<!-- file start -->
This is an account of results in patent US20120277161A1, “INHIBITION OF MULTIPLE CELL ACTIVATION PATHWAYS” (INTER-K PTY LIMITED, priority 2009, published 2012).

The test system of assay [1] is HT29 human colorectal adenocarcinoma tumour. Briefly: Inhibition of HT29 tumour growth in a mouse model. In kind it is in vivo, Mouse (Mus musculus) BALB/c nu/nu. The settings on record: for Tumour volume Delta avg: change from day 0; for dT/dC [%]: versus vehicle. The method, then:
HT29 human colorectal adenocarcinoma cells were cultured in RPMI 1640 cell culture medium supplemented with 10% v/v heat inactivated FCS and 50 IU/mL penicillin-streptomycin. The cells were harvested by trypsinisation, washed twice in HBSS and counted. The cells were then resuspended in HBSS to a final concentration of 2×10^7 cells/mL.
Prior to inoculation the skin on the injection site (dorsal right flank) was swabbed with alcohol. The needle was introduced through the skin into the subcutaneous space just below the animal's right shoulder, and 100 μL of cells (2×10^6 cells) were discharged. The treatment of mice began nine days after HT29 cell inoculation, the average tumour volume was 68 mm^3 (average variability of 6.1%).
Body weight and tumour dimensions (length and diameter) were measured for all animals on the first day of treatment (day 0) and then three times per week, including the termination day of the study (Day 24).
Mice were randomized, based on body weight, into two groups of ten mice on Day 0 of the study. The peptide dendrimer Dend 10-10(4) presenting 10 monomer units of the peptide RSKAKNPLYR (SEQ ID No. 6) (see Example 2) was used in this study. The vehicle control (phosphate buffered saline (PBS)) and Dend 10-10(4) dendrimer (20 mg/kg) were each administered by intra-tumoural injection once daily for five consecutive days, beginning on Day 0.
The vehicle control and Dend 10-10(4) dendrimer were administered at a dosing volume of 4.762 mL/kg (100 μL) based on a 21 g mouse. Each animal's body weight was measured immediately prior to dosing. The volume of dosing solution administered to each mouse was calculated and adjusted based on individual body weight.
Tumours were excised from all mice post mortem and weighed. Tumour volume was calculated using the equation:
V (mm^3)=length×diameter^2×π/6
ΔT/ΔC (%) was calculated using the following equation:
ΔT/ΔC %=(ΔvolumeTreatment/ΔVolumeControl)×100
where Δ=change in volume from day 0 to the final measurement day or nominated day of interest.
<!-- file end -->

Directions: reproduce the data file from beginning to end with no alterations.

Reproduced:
This is an account of results in patent US20120277161A1, “INHIBITION OF MULTIPLE CELL ACTIVATION PATHWAYS” (INTER-K PTY LIMITED, priority 2009, published 2012).

The test system of assay [1] is HT29 human colorectal adenocarcinoma tumour. Briefly: Inhibition of HT29 tumour growth in a mouse model. In kind it is in vivo, Mouse (Mus musculus) BALB/c nu/nu. The settings on record: for Tumour volume Delta avg: change from day 0; for dT/dC [%]: versus vehicle. The method, then:
HT29 human colorectal adenocarcinoma cells were cultured in RPMI 1640 cell culture medium supplemented with 10% v/v heat inactivated FCS and 50 IU/mL penicillin-streptomycin. The cells were harvested by trypsinisation, washed twice in HBSS and counted. The cells were then resuspended in HBSS to a final concentration of 2×10^7 cells/mL.
Prior to inoculation the skin on the injection site (dorsal right flank) was swabbed with alcohol. The needle was introduced through the skin into the subcutaneous space just below the animal's right shoulder, and 100 μL of cells (2×10^6 cells) were discharged. The treatment of mice began nine days after HT29 cell inoculation, the average tumour volume was 68 mm^3 (average variability of 6.1%).
Body weight and tumour dimensions (length and diameter) were measured for all animals on the first day of treatment (day 0) and then three times per week, including the termination day of the study (Day 24).
Mice were randomized, based on body weight, into two groups of ten mice on Day 0 of the study. The peptide dendrimer Dend 10-10(4) presenting 10 monomer units of the peptide RSKAKNPLYR (SEQ ID No. 6) (see Example 2) was used in this study. The vehicle control (phosphate buffered saline (PBS)) and Dend 10-10(4) dendrimer (20 mg/kg) were each administered by intra-tumoural injection once daily for five consecutive days, beginning on Day 0.
The vehicle control and Dend 10-10(4) dendrimer were administered at a dosing volume of 4.762 mL/kg (100 μL) based on a 21 g mouse. Each animal's body weight was measured immediately prior to dosing. The volume of dosing solution administered to each mouse was calculated and adjusted based on individual body weight.
Tumours were excised from all mice post mortem and weighed. Tumour volume was calculated using the equation:
V (mm^3)=length×diameter^2×π/6
ΔT/ΔC (%) was calculated using the following equation:
ΔT/ΔC %=(ΔvolumeTreatment/ΔVolumeControl)×100
where Δ=change in volume from day 0 to the final measurement day or nominated day of interest.